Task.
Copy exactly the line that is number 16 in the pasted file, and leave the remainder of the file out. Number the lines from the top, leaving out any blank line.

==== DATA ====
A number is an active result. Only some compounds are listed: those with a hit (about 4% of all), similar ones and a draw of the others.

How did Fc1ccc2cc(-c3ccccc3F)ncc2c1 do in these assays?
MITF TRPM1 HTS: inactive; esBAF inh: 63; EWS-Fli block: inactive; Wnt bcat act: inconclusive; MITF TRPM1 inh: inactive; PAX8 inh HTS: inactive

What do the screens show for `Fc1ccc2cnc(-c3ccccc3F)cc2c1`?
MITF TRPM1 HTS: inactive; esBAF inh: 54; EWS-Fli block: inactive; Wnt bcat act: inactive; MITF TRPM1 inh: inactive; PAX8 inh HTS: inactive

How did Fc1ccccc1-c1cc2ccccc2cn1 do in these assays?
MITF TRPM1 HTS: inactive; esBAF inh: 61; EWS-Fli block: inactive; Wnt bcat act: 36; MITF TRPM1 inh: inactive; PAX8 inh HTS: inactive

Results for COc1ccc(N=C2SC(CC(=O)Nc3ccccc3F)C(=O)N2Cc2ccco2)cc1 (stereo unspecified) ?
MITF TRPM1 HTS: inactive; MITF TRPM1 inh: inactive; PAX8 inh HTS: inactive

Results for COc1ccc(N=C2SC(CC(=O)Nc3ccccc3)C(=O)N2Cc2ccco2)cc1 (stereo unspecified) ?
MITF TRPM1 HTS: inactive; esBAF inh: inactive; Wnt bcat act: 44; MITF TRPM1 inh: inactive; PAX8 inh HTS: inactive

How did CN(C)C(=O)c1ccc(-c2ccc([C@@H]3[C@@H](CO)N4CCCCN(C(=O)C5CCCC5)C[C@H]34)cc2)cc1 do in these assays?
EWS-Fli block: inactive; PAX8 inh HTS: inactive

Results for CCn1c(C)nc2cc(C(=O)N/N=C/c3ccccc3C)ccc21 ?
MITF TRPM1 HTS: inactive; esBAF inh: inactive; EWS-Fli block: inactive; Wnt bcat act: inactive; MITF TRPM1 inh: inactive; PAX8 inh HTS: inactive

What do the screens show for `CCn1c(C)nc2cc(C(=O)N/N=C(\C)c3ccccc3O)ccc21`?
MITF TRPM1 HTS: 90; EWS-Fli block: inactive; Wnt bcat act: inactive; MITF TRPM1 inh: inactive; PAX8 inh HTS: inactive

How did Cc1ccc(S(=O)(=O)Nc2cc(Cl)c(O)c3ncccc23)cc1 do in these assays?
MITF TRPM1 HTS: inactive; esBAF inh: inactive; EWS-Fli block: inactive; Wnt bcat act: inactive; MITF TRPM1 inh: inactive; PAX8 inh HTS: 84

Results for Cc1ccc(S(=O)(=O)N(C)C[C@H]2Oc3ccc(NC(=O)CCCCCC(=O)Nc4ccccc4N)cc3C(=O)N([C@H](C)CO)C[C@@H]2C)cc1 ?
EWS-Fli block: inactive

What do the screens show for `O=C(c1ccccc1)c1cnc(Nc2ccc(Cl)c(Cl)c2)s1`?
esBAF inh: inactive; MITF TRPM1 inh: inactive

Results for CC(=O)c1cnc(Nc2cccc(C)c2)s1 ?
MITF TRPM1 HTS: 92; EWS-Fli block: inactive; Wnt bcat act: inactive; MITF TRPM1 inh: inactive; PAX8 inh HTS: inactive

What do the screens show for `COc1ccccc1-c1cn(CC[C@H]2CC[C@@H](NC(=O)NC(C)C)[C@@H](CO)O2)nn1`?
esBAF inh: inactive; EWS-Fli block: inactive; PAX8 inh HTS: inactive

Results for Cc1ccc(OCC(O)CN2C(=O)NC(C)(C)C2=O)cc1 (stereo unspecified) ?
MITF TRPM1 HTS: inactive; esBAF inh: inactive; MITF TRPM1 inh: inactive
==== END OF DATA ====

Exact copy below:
What do the screens show for `CCn1c(C)nc2cc(C(=O)N/N=C(\C)c3ccccc3O)ccc21`?